II. Early Modern Animals
Week 4 | Man and Bee Review Aristotle, Politics Mandeville, The Fable of the Bees, selections. Dror Wahrman, Snapshot: On Queen Bees and Being Queens, in The Making of the Modern Self: Identity and Culture in Eighteenth-Century England, pp. 3-6.
Week 5 | The Moral Status of Animals: Three Theories Descartes, Discourse on Method, part V Kant, Duties Toward Animals and Spirits, in Lectures on Ethics Bentham, Introduction to the Principles of Morals and Legislation, chapter XVII.6, esp. note 122 Mill, On the Connection between Justice and Utility, chapter 5 in Utilitarianism. Paola Cavalieri, The Traditional Accounts, in The Animal Question: Why Nonhuman Animals Deserve Human Rights: Why Nonhuman Animals Deserve Human Rights, pp. 41-68.
Week 6 | Animals and Empire Mark Rowlands, Philosophy and Animals in the Age of Empire, in ed. Kathleen Kete, A Cultural History of Animals in the Age of Empire. Harriet Ritvo, The Animal Estate: The English and Other Creatures in the Victorian Age, selections.
III. Modern Creatures
Week 7 | Emotions and Anthropomorphism Darwin, Expression of Emotions in Man and Animals, selections. Eileen Crist, Darwins Anthropomorphism, chapter 1 in Images of Animals: Anthropomorphism and Animal Mind, pp. 11-51.
Week 8 |Hunting Jos Ortega y Gasset, Meditations on Hunting, selections.
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Lawrence Cahoone, Hunting as a Moral Good, Environmental Values 18.1 (2009): 67-89. Norbert Elias, An Essay on Sport and Violence, in Quest for Excitement: Sport and Leisure in the Civilizing Process, pp. 44-72.
Week 9 | Sympathizing with Animals J.M. Coetzee, with Amy Gutmann, Wendy Doniger, Barbara Smuts, Marjorie Garber, and Peter Singer, The Lives of Animals.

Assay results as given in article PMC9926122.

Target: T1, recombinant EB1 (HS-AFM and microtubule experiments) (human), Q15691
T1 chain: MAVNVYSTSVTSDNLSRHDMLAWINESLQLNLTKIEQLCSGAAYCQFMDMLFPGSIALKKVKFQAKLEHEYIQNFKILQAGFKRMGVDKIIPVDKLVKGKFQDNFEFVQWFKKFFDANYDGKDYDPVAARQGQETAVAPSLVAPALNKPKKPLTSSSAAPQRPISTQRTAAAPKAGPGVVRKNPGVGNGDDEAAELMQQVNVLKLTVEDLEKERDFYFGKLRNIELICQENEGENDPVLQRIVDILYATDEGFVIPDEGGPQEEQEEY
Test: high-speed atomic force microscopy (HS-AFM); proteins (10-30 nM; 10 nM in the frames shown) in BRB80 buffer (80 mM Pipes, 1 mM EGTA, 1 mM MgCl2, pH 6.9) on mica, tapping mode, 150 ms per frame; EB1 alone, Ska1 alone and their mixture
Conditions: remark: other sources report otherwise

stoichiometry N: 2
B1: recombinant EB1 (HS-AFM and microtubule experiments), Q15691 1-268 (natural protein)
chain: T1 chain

IV. Contemporary Questions
Week 10 | Meat and Misogyny Carol J. Adams, The Sexual Politics of Meat: A Feminist-Vegetarian Critical Theory, selections.
Week 11 | Animals and Liberal Subjectivity Kimberly Smith, Natural Subjects: Nature and Political Community, Environmental Values 15 (2006): 343-353. Siobhan OSullivan, Advocating for Animals Equally from Within a Liberal Paradigm, Environmental Politics 16.1 (2007): 1-14. Claire E. Rasmussen, Man Is a Political Animal: Self-Discipline and Its Beastly Other, in The Autonomous Animal: Self-Governance and the Modern Subject, pp. 97-136.
Week 12 | Animal Rights or Animal Welfare? Peter Singer, All Animals Are Equal, in Animal Liberation, pp. 1-24. Elizabeth Anderson, Animal Rights and the Values of Nonhuman Life, in Martha Nussbaum and Cass Sunstein, eds., Rights For Animals? Law and Policy, pp. 277-298. Gary L. Francione, Animal Welfare and the Moral Value of Nonhuman Animals, Law, Culture and the Humanities 6.1 (2009): 24-36.
Week 13 | Best Friends Kennan Ferguson, I My Dog, Political Theory 32.3 (2004): 373-395. Donna Haraway, When Species Meet, selections. Alexandra Horowitz, Canis familiaris: Companion and Captive, in ed. Lori Gruen, The Ethics of Captivity, pp. 7-21.
Week 14 | Citizen Pig? Sue Donaldson and Will Kymlicka, Animals and the Frontiers of Citizenship, Oxford Journal of Legal Studies 34.2 (2014): 200-219. Christopher Hinchcliffe, Animals and the Limits of Citizenship: Zoopolis and the Concept of Citizenship, Journal of Political Philosophy 23.3 (2015): 302-320.